The verse and vibe of the inner city

Manchester has taken poetry out of its stuffy tweed jacket and given it an urban credibility
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"It all started one night when I stood on a crate in the middle of the dancefloor of a rather dodgy disco in Manchester and performed comedy and poetry to about 30 bewildered people," explains Henry Normal, founder of the Manchester Poetry Festival. "A year later, we had Seamus Heaney, on the week he won the Nobel Prize, coming into the Whitworth Art Gallery to a standing ovation. To think that from just an idea the year before we had got such a moment in history was absolutely gorgeous."

Over the past 10 years the Manchester Poetry Festival has become the largest urban poetry festival outside of London. "I noticed all the poetry festivals I ever went to were rural events in small towns," says Normal. "Poetry tends to be about urban issues now, so I centred it around Manchester."

"Poetry is often put into two camps," says Normal "The pretentious and worthy or the trite and trivial. There is a great deal of poetry between those two areas as relevant as any pop song, as cutting edge as any comedy and as informed as any play. This is what the Manchester Poetry Festival is all about."

Previous years have seen acts as diverse as Alistair McGowan, Sean Hughes and Labi Siffre, and performances in venues such as The Temple of Convenience (a disused lavatory) and from atop the wing of a plane in the Museum of Science and Transport - a performance that festival co-ordinator Helen Riley describes as the most amazing performance she has ever seen.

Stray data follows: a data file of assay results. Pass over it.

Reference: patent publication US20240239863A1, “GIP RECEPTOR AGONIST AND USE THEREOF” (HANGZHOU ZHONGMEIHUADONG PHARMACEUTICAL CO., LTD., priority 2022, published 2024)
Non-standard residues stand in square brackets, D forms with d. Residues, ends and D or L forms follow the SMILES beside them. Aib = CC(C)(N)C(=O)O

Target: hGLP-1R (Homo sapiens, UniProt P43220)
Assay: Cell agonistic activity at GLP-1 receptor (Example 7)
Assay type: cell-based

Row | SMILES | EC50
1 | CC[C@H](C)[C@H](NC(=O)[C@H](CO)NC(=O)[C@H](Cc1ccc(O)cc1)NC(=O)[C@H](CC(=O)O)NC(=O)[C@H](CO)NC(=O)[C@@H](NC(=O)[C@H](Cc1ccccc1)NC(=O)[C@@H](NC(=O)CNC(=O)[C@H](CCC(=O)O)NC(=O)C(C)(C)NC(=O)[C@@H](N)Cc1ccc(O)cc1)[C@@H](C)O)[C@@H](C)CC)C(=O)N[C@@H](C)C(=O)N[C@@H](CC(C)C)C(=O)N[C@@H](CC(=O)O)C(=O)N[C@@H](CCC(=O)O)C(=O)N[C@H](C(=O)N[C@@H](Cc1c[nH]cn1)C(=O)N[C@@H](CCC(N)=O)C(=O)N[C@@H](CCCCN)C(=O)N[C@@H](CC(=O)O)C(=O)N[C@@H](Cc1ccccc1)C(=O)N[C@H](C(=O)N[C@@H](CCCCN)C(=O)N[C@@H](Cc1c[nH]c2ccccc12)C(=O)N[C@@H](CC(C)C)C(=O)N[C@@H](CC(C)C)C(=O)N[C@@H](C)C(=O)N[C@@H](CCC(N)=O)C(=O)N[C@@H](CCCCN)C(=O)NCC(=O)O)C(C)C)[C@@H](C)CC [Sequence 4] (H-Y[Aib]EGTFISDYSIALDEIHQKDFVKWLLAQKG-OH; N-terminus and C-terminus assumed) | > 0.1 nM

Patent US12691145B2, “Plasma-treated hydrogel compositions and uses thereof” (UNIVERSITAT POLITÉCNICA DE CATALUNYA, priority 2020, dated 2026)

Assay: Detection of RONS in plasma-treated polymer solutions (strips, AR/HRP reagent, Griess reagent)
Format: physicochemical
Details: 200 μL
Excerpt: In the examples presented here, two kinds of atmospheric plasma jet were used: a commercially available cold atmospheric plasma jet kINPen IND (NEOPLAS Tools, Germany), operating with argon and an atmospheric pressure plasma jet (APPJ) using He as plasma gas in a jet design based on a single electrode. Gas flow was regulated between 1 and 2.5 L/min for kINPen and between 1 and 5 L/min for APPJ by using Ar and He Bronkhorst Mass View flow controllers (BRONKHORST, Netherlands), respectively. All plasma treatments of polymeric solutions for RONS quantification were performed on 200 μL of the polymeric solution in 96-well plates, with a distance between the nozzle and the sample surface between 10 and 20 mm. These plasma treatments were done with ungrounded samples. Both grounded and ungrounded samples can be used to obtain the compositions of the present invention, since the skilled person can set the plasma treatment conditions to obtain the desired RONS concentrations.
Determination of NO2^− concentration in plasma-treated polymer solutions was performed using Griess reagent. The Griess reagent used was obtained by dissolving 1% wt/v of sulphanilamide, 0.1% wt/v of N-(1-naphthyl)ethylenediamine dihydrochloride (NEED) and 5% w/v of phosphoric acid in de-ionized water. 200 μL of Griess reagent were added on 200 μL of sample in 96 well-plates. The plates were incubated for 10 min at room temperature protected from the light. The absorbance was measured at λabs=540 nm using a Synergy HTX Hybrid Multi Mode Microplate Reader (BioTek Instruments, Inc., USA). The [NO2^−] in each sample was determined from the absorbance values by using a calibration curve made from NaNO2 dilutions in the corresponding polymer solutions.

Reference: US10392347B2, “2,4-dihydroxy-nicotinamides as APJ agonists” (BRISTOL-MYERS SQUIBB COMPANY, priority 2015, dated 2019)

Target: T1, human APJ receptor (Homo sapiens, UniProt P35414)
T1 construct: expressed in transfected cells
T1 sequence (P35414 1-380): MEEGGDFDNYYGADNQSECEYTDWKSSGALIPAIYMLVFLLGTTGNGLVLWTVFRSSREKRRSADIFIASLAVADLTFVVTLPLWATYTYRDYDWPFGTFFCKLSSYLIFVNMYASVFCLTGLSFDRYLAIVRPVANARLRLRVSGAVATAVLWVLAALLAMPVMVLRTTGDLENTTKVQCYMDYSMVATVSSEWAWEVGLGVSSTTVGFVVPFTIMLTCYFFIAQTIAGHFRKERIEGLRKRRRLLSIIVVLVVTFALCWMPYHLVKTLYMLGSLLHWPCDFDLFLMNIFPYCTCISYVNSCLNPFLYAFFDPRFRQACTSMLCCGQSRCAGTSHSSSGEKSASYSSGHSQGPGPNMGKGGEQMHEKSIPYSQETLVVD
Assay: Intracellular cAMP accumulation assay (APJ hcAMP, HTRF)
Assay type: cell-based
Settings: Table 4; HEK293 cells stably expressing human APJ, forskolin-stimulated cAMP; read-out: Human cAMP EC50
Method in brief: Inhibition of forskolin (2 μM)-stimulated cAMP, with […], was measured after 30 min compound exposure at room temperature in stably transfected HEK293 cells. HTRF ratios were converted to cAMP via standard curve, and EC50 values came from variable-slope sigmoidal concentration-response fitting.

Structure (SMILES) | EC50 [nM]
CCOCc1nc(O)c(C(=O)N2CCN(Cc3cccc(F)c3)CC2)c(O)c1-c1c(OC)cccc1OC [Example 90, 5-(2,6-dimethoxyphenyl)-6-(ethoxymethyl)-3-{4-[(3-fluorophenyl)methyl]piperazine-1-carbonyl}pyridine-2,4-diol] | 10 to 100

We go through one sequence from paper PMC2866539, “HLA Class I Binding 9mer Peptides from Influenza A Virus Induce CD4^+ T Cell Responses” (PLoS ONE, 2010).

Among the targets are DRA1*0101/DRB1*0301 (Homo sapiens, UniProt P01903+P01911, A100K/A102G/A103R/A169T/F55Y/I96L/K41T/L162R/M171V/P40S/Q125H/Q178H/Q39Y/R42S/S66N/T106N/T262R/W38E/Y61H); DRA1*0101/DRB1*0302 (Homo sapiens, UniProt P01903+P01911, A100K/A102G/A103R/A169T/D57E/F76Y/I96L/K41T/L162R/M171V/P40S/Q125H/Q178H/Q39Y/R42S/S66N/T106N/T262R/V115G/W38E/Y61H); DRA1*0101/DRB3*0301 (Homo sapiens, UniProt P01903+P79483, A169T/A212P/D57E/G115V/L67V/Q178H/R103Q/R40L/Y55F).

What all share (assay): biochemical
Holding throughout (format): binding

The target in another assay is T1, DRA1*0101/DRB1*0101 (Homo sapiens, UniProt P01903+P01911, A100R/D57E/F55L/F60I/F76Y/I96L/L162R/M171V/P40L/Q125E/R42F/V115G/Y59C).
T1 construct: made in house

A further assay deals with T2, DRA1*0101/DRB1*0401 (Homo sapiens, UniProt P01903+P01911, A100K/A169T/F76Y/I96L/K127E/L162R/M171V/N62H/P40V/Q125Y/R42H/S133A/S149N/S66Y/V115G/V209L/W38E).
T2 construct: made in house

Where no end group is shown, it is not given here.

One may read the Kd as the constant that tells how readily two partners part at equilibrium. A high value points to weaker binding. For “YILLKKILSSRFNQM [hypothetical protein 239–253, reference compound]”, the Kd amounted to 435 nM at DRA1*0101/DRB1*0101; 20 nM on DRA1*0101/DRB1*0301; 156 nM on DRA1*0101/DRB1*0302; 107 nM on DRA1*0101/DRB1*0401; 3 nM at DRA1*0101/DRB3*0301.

Prospective highlights of this years' festival, which coincides with National Poetry Day - on 9 October, include the Crocus Books' Stage to Page, a daily knockout competition, voted for by the audience, offering a publishing deal to the weeks' two best performers. England's Burning at St Ann's Church will be a candle-lit evening of oration by The Fire Poet with music from The Inklein Quartet and percussion from the tabla player Sirishkumar. And the club night "Doodlebug presents at Renaissance" provides live music, DJs, film and poetry until the early hours.

After a number of years away from the festival, writing programs such as The Mrs Merton Show, The Royle Family and co-founding Baby Cow Production with Steve Coogan, Normal is returning to Manchester, joining the likes of Diké, Paul Farley, Sophie Hannah, Shamshad Khan, Michael Schmidt, Max Seymour, Jeffrey Wainwright. His show, Poetry On The Box, is about poetry on television now and how we can get more of it on in the future.

Normal admits that though he may be the father of the festival, it is his friend Ric Michael, the festival director, who is the mother. "Ric's experience as a rock promoter cut through all that pretentiousness often associated with poetry. I hope it continues for another 10 years."

Manchester Poetry Festival (0161-236 5725; 5-12 October